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Homegrown social networks struggle with how to get rid of redundant staff

by Akky Akimoto

Social-network services that once led the domestic Web-industry are now facing a downturn and they are finding that IT companies are not immune to labor toubles.

After shutting down its Beijing and London offices (in June and July respectively), social game network titan Gree also undertook a reorganizational move in its domestic operations too, calling for 200 employees to accept voluntary redundancy.

This game-centric mobile network has been growing amazingly for years, and was aiming at the global market by exporting its successful model of charging for cellphone games. The competition for qualified staff between Gree and its rival Mobage had forced salaries to crazy levels, with Gree announcing in 2012 that they were ready to pay a maximum ¥15 million for talented new grads — as a result many notable university graduates rushed to join them. The number of employees exploded from 174 in 2010 to 1,762 in 2013.

However, Gree’s overseas projects did not reproduce its success in Japan and the transition from feature phones to smartphones allowed independent game apps vendors such as Gungho and Colopl more success, as they can provide games to endusers directly on Apple or Google platforms instead of going through Gree. In the end, Gree announced that 205 employees applied for its resignation program — more than 11 percent of its 1,762 staff. The company’s latest quarterly results on Nov. 11 counted ¥5.2 billion towards this restructuring.

As for Mixi, it has been having its own problems. An anonymous accusation about a so called oidashi-beya (a room where the company bullies employees into voluntarily resigning) broke out on Oct. 23 on the well known blog Hatena Anonymous Diary.

The message, which began with “At this orange social company, big staff redeployment has been silently proceeding over the last few days…,” reported that some workers had suddenly been relocated into a large room with no computers or Internet access available and were prohibited to contact other employees except the ones in the room.

The best known social-networking company with orange as a corporate color is Mixi, but at first, almost no one believed that Mixi would adopt such practices as it is known by for its hospitable corporate culture. The anonymous post was soon erased — but not before it had already made waves online.

The next day (Oct. 24), CNET Japan confirmed that some parts of the story had actually happened according to internal informants. The relocated staff were not cut off from the Internet, but were unable to access the company systems.

Mixi denied that it was not undergoing risutora (from the English word “restructuring” but which mostly means to fire people), but said it was doing regular personnel reshuffling. They confirmed that the reshuffle included moving employees from several divisions to customer service, and that the restricted access to internal services was appropriate to the new job roles. The financial magazine Toyo Keizai reported the news on Nov. 5, taking the incident beyond IT industry news media.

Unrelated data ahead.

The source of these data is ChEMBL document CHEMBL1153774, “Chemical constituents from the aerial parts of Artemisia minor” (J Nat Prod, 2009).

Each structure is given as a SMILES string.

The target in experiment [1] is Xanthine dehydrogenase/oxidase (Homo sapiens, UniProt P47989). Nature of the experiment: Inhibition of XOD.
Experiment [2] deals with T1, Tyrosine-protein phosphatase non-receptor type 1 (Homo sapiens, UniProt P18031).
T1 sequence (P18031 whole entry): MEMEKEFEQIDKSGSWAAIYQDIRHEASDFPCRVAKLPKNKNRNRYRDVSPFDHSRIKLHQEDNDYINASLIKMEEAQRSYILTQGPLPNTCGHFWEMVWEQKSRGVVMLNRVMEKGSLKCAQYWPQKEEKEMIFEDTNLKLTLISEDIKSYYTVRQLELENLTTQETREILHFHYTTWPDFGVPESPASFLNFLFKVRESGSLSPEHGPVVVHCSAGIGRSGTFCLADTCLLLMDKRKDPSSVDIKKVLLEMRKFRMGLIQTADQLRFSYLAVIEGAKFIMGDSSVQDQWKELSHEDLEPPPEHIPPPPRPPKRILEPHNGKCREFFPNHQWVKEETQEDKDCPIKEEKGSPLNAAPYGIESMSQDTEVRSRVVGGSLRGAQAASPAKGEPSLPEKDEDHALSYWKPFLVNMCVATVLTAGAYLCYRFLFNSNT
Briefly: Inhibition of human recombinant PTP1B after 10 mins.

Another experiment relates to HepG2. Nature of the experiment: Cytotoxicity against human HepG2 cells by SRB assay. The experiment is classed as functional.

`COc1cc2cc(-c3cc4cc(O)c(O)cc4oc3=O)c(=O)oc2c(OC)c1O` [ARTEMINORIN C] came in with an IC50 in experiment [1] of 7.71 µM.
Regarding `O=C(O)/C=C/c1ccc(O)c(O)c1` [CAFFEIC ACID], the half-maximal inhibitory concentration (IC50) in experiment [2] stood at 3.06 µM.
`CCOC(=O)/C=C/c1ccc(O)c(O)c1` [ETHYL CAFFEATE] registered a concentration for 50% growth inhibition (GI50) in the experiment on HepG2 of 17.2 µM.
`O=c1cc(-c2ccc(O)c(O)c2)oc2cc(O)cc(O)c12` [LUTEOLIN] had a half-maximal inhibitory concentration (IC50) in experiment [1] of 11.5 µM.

Mixi president Yusuke Asakura repeated the explanations again at the company’s quarterly financial briefing on Nov. 8. The executives upset several industry news reporters by leaving the meeting without the customary informal chat (kakomi-shuzai) with the press. I saw at least three media reports mentioning that it was very different to Mixi’s former style, which always advocated close ties with journalists.

Once, everyone in the Web industry was excited about Mixi, including IT reporters. Mixi’s brash move and poor attitude won’t be good for its future recovery attempts, whether they are new features on Mixi, or new businesses. The negative news on Mixi almost makes the usually-bad-mouthed Gree look like a nice honest company.

Mixi has yet to spend all the money it raised when it listed; 80 percent is still in the bank. Letting investors’ money sleep in the bank like this may be criticized in the United States, but Mixi has been very conservative. The latest results reveal that the banked money is ¥12.2 billion, so Mixi does not really have to worry about going bankrupt any time soon.

Because of this Mixi could have taken a similar tactic with its unwanted staff as Gree, but instead its “non-ristora reorganization” has cost the company a lot in terms of damaging its reputation. Then again, if it had adopted a voluntary early-retirement system like Gree did, it may have actually lost some of its most skilled staff.

Akky Akimoto writes for Asiajin.com, an English/Spanish blog on Japanese web scene. His Twitter account @akky is followed by 120,000 users.